|Authors: ||A. Wang, F. Casadei, A. Johansen, H. Bukman, M. Edelenbos|
|Keywords: ||VOCs, Allium cepa, storage disease, fungi, GCMS, SPME|
In this study, onions were selected from a sorting machine and divided into three groups, i.e., heathy onions, soft-rot onions, and Penicillium-infected onions, by visual and tactical judgement.
For each of the groups, consumption of O2 and emission of CO2 were tested in closed jars.
Besides, volatile organic compounds (VOCs) from healthy and diseased onions were sampled by solid-phase microextraction (SPME) and analyzed on GC-MS. The results showed that healthy and soft-rot onions had lower respiration rate than Penicillium-infected onions.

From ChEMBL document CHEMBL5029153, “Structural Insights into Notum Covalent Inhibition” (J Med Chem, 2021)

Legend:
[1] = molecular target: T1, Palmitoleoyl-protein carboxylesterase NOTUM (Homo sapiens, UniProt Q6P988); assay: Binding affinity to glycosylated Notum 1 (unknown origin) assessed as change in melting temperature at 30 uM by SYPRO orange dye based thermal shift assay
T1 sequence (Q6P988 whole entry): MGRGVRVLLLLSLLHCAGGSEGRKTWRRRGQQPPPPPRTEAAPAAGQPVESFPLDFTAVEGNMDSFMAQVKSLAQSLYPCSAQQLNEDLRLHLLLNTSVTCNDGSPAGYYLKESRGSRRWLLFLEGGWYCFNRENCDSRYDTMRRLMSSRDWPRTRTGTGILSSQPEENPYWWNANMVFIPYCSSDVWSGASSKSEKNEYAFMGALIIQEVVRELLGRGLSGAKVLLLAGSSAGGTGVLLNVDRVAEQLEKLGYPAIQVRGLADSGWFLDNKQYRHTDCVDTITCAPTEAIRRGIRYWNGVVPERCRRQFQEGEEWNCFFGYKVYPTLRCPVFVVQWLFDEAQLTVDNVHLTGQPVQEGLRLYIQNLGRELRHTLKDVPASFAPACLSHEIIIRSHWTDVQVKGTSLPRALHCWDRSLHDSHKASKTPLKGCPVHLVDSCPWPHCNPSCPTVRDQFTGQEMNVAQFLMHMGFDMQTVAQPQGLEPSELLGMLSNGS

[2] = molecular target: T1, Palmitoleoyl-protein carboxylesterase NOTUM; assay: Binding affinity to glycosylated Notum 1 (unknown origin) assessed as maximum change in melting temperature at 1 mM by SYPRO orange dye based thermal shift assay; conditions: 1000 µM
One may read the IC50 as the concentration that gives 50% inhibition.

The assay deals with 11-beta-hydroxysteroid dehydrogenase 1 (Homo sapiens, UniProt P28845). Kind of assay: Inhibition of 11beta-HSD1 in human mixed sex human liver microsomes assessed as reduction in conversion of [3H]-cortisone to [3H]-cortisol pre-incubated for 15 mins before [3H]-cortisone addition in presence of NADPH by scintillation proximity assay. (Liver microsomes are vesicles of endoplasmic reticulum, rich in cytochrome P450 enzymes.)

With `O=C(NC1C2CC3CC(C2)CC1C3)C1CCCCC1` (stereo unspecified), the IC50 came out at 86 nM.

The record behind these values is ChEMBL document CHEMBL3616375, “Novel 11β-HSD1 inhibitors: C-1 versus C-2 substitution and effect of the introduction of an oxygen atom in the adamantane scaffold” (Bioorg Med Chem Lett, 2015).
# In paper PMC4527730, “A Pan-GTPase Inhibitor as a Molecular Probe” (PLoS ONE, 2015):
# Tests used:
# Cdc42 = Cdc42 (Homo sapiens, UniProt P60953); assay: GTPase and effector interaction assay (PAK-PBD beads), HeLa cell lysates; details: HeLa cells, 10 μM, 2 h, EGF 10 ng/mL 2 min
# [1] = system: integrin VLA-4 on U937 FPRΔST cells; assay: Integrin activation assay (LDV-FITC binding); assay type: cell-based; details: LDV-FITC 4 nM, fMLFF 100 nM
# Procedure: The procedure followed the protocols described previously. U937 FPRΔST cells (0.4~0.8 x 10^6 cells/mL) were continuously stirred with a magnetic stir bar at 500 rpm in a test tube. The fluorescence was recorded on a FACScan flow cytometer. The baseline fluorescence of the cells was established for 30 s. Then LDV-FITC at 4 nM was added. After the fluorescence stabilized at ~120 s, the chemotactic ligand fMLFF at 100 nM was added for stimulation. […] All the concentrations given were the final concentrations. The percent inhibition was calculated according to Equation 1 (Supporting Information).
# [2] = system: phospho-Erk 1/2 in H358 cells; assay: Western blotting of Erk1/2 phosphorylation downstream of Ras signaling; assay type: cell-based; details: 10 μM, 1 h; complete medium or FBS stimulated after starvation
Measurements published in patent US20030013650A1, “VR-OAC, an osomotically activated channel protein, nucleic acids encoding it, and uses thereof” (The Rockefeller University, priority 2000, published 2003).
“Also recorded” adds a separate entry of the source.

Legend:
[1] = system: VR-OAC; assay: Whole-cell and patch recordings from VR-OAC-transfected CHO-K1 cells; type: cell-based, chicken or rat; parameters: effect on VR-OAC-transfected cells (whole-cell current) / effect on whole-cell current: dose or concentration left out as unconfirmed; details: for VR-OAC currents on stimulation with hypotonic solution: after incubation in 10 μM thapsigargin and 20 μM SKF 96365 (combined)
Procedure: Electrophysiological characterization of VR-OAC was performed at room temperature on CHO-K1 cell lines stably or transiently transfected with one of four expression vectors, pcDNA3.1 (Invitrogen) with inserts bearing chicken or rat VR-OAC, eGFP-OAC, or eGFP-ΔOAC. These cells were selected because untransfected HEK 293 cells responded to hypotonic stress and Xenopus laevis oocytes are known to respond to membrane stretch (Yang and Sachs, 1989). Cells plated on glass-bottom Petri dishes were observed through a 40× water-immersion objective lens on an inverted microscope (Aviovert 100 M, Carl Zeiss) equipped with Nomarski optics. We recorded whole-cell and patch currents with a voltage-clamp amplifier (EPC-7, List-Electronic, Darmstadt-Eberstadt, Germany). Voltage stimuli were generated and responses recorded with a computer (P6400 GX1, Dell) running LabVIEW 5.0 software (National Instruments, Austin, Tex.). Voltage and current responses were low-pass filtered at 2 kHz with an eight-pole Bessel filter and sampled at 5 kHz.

Also the concentration of total VOCs was higher from soft-rot onions than from healthy onions and Penicillium-infected onions.
Ten compounds were selected to describe differences in the VOC profiles between samples.
These were ethanol, 1-propanol, 1-propanethiol, acetic acid, (E)-1-(methylthio)-1-propene, 1-(methylthio)-propane, dimethyl disulphide, 3-methyl-1-butanol, styrene, and methyl propyl disulphide.
The levels of all ten compounds from the soft-rot onions and six from the Penicillium-infected onions were significantly different (P≤0.05) from the levels of the healthy onions.
The soft-rot onions had high levels of ethanol, 1-propanol, 1-propanethiol, acetic acid and methyl propyl disulphide as compared to the healthy and Penicillium-infected onions. 3-methyl-1-butanol was specific to the soft-rot sample, while styrene was specific to soft-rot and Penicillium-infected onions.
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